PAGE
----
Apart from "Iron Man 2," the most exciting thing I've seen this month is, of all things, a political advertisement.
Dale Peterson's ad hit YouTube on Sunday, and by Monday afternoon it was everywhere — Fox News, political blogs, and websites devoted to things that are either awesome or just plain weird. You name it.
In media speak, the ad had "gone viral." By midweek, it had attracted about half a million views on YouTube, and at least one media pundit — a blogger for Time magazine — had declared it the best campaign ad ever.
Hardly anyone had even heard of Peterson before his ad stormed the Internet like battalions of GIs attacking the beaches at Normandy. Now he is the most recognizable candidate in Alabama's Republican primary for state agriculture commissioner. Not that that's saying much. With everyone's attention focused on the contentious race for governor, the candidates for commissioner of agriculture are barely an afterthought.
Peterson's ad is like a John Wayne western. The background music evokes "The Magnificent Seven," without being so similar as to require royalty payments.
When Peterson first appears, he is, naturally, riding a horse. He's also wearing a white cowboy hat, just in case you have any doubt about who the "good guy" is supposed to be. Then he hops down, takes off his sunglasses, looks us right in the eye and goes on a glorious rant that makes him sound more than a little like R. Lee Emery's drill sergeant in "Full Metal Jacket." You half expect him to tell you to drop and give him 20.
It's the political equivalent of Tourette syndrome. He even calls one of his opponents a "dummy," which is either rude or refreshingly candid or, for all I know, possibly both.
But this ad is no dummy.
With the help of some fast-paced editing, Peterson comes across as a decent character actor with superb comic timing. If he doesn't win the election, he could go to California and perhaps replace Emery as Hollywood's go-to military guy.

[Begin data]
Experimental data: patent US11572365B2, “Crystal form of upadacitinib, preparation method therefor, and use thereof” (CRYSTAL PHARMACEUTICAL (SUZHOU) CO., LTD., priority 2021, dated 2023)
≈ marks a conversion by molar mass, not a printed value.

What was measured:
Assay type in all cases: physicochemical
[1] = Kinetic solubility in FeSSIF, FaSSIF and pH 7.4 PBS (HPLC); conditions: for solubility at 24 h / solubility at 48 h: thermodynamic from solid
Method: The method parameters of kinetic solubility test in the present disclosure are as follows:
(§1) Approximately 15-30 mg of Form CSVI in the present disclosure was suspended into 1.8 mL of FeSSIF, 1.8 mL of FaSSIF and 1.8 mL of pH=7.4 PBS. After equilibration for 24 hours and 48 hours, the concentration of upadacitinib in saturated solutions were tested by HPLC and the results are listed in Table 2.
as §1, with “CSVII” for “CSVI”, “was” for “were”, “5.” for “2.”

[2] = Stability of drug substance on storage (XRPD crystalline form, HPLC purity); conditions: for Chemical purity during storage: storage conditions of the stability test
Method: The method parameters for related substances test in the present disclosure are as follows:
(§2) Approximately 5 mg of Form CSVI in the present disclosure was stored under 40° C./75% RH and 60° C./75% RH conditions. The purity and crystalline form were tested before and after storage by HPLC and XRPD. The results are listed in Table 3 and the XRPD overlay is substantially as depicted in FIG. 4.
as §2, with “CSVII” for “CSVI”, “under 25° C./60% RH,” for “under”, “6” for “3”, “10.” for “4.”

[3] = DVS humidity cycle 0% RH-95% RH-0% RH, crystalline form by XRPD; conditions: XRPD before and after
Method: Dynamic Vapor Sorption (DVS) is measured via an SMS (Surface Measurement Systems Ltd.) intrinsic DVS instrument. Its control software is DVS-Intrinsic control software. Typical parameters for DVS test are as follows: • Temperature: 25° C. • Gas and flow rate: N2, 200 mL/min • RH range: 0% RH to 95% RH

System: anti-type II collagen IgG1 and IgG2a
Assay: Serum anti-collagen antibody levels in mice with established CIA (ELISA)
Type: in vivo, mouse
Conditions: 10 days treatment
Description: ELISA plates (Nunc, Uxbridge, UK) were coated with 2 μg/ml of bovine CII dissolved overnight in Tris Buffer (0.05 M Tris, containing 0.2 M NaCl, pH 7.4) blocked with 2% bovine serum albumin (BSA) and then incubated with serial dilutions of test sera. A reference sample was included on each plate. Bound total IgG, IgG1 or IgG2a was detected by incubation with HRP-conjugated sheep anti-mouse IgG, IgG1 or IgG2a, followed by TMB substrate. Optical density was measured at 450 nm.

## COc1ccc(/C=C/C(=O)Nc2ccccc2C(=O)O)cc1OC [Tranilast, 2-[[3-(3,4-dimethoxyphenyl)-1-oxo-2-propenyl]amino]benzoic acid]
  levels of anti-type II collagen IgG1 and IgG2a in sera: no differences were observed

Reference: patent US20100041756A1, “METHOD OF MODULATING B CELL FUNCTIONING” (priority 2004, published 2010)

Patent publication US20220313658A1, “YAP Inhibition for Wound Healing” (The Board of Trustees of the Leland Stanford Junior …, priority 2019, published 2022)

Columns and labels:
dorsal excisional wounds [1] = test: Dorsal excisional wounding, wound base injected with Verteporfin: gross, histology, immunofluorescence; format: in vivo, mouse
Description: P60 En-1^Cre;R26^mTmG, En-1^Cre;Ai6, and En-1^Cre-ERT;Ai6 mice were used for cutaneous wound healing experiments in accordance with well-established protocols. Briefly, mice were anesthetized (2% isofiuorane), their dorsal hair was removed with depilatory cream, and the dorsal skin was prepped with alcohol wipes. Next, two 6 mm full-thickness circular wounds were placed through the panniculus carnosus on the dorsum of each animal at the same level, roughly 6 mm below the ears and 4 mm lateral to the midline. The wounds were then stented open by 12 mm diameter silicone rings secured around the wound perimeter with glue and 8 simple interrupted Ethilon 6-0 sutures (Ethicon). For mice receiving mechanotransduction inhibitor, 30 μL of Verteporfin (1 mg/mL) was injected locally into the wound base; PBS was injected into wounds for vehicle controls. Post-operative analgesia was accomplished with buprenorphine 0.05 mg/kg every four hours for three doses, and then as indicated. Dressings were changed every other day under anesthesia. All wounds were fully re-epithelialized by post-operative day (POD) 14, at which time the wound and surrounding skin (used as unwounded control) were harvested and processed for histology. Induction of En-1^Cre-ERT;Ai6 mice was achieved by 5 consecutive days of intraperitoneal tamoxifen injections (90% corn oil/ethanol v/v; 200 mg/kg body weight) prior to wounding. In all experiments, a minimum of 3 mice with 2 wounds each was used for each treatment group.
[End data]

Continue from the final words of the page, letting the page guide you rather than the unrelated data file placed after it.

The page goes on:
Peterson tells us he's been "a farmer, a businessman, a cop, a Marine during Vietnam, so listen up." When he takes off the sunglasses, he's like David Caruso at the start of every "CSI: Miami" episode. But instead of assaulting us with a bad pun, he talks about the "thugs and criminals" who try to keep Alabama voters "in the dark."
I'm not entirely certain what he's talking about, but it sounds pretty good. Besides, "thug" is a great word. People don't use it nearly enough. Thug.
He does lose focus a bit when he starts talking about "illegals." I realize you can't get elected dog catcher in this state unless you support a homegrown Berlin Wall, but immigration doesn't have much to do with the agriculture commissioner's job description. Still, he gets right back on target when he fumes about his opponents stealing yard signs from his supporters.
I like a politician who has his priorities straight.
But seriously, it's not that he's complaining about stolen yard signs. It's that he's so deadly earnest about it. And to prove it, almost the next thing he does is brandish a rifle.
Other campaign commercials this election cycle have shown candidates carrying rifles, but Peterson is the only candidate I can imagine actually shooting one. (Sorry, Bradley Byrne.)
Is it wrong for voters to choose a candidate based on one clever commercial? Of course it is. But voters make decisions based on lots of wrongheaded notions. So why not this one?